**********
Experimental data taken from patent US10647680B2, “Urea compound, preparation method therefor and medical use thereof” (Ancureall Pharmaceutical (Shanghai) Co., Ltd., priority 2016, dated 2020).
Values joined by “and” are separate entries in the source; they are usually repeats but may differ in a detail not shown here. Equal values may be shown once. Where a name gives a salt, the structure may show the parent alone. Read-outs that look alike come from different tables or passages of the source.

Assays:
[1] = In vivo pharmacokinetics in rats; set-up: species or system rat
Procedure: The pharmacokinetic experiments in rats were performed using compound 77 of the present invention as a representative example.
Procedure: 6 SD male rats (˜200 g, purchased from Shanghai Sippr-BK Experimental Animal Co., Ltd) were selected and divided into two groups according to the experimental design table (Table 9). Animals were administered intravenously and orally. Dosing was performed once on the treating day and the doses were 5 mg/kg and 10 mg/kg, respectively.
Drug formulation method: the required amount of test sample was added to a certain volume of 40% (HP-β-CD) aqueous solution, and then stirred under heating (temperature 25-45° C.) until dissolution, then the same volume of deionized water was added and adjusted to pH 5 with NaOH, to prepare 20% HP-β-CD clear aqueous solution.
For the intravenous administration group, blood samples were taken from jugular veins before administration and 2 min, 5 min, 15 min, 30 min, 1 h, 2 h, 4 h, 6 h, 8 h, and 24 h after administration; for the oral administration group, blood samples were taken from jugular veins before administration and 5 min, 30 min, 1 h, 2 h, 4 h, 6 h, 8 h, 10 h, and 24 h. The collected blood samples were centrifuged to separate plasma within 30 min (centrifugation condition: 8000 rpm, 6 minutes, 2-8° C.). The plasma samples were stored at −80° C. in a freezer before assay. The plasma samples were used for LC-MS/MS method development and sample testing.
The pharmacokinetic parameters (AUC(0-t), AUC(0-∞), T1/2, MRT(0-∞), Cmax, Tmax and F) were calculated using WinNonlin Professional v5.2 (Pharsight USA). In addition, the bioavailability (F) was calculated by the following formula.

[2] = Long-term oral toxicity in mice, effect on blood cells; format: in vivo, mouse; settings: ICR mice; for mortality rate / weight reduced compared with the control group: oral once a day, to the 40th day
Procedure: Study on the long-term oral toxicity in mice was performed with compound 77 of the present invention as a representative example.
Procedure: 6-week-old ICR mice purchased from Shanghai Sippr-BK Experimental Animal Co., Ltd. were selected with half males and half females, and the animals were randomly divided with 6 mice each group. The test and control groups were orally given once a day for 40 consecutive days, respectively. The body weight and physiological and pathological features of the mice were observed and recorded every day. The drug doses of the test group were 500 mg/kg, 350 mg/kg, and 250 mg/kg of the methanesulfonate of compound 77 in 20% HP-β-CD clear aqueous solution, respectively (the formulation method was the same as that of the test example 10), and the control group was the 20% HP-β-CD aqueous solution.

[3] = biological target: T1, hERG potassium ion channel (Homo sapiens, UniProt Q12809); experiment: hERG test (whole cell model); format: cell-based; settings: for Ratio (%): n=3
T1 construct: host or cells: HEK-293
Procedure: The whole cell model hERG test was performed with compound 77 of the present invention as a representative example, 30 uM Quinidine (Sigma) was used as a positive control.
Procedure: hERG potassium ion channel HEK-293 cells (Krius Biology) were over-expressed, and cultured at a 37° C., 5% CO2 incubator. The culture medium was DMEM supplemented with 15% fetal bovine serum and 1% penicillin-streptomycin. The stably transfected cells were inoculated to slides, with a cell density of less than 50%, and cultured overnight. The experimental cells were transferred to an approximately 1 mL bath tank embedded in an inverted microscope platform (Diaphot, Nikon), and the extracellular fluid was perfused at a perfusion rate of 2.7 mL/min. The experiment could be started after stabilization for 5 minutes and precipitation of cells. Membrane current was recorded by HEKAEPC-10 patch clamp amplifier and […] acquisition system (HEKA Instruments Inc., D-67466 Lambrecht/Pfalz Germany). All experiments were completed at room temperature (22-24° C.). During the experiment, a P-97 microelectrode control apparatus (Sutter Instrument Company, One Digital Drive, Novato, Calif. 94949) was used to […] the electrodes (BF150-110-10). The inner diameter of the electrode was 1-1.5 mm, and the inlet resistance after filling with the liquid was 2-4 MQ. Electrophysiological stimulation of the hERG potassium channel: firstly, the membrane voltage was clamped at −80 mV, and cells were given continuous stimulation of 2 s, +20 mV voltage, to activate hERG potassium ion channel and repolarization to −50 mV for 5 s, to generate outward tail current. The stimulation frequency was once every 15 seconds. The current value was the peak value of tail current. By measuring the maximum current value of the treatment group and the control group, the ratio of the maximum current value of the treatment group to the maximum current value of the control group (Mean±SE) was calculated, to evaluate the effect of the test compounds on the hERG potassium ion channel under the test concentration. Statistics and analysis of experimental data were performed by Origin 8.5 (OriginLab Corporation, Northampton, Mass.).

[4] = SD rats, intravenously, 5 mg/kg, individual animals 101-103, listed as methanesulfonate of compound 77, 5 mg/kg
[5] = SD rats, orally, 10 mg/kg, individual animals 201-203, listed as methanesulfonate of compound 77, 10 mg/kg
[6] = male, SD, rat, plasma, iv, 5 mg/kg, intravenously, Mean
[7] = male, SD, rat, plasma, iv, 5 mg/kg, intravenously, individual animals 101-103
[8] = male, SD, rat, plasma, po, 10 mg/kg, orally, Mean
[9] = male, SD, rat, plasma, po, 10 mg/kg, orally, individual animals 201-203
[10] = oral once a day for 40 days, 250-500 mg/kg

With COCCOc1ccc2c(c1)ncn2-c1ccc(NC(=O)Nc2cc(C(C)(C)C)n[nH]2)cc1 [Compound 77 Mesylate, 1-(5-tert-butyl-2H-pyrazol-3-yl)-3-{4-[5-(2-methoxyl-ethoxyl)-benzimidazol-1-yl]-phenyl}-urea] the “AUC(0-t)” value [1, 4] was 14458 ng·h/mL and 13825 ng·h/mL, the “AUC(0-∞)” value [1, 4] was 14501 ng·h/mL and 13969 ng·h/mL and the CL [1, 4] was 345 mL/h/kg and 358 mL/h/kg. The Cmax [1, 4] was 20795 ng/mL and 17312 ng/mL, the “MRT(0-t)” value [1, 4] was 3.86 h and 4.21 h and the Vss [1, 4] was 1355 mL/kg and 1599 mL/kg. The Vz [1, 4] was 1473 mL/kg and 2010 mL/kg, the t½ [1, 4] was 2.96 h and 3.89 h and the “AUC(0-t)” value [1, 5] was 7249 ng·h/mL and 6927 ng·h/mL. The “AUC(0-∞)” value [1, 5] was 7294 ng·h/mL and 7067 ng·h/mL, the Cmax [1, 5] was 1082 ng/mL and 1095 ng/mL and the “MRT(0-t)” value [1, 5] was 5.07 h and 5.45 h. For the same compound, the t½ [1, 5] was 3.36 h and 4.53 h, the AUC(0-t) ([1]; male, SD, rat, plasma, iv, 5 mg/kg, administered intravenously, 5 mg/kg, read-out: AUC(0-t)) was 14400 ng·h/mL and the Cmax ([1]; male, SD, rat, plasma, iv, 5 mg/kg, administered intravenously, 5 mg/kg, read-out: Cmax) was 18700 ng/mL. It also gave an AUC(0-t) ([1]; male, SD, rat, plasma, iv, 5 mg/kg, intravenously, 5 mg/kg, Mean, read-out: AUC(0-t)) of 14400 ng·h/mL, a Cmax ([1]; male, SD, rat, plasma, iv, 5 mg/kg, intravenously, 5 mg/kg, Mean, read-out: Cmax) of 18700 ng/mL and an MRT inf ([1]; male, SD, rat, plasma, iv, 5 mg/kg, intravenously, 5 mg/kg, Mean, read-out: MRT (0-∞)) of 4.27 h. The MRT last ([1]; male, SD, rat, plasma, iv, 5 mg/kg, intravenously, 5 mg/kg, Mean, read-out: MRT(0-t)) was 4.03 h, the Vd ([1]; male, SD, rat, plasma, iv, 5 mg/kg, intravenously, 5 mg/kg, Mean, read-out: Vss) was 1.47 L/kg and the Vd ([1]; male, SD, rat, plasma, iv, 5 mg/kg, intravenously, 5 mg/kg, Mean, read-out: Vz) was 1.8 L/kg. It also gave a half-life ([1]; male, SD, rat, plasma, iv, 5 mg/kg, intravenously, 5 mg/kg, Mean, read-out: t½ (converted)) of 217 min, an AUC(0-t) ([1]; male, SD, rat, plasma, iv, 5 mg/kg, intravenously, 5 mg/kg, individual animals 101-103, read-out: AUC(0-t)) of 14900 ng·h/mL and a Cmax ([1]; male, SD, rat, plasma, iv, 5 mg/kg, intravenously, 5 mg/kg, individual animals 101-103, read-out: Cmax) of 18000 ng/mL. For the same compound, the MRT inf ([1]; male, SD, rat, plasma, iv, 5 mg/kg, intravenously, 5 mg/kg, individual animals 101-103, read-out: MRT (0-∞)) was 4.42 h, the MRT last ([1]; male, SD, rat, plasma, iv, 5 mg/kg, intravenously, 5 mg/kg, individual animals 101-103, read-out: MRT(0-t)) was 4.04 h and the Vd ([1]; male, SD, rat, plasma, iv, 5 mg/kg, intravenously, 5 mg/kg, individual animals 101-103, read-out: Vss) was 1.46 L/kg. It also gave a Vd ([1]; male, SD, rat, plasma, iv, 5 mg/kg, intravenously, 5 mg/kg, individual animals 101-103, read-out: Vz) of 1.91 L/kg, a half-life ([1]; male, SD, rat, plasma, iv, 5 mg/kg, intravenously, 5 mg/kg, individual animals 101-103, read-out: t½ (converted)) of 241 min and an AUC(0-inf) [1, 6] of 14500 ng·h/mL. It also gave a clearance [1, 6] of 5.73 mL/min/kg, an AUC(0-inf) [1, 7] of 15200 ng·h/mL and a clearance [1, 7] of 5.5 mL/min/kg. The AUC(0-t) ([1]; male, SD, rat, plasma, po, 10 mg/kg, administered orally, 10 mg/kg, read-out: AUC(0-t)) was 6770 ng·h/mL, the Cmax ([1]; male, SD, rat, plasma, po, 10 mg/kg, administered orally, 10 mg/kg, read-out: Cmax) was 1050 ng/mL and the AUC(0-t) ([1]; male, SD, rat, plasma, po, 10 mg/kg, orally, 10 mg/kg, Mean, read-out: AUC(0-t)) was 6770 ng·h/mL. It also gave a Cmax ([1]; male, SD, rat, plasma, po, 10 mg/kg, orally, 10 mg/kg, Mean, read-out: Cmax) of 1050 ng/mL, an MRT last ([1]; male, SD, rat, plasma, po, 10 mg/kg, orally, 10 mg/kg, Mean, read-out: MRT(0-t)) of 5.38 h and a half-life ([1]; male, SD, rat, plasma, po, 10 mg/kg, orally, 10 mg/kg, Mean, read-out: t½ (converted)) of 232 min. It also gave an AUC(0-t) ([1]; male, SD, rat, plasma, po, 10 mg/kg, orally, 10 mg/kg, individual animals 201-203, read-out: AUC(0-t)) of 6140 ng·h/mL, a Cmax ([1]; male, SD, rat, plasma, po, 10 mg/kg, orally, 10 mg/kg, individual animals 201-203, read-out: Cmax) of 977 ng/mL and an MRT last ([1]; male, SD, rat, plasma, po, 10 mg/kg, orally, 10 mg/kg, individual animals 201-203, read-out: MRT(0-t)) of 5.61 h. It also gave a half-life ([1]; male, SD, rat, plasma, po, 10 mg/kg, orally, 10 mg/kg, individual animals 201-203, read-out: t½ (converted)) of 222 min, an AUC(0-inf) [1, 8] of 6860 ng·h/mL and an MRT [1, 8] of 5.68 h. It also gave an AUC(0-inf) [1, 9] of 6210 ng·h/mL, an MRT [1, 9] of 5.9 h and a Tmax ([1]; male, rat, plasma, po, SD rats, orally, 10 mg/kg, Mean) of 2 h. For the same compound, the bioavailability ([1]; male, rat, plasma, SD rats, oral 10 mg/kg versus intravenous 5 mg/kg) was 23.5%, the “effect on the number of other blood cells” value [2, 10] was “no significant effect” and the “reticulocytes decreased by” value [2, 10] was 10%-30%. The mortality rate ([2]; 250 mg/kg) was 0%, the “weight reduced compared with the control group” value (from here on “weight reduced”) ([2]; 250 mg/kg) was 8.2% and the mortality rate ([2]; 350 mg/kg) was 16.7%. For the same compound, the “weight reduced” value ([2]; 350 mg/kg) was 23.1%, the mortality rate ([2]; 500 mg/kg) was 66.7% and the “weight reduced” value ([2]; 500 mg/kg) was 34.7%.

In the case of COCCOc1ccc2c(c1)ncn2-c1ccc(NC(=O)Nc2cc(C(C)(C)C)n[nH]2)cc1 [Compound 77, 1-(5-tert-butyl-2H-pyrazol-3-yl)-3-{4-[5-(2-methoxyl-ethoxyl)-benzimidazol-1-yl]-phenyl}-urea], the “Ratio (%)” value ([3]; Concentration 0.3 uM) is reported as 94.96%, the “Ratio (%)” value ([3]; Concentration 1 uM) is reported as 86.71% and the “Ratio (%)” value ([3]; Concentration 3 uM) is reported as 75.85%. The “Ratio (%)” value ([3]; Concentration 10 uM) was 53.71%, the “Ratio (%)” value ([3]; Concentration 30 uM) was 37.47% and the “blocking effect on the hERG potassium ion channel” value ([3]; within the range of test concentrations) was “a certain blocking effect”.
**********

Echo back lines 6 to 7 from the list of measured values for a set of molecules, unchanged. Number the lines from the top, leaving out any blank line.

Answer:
Procedure: 6 SD male rats (˜200 g, purchased from Shanghai Sippr-BK Experimental Animal Co., Ltd) were selected and divided into two groups according to the experimental design table (Table 9). Animals were administered intravenously and orally. Dosing was performed once on the treating day and the doses were 5 mg/kg and 10 mg/kg, respectively.
Drug formulation method: the required amount of test sample was added to a certain volume of 40% (HP-β-CD) aqueous solution, and then stirred under heating (temperature 25-45° C.) until dissolution, then the same volume of deionized water was added and adjusted to pH 5 with NaOH, to prepare 20% HP-β-CD clear aqueous solution.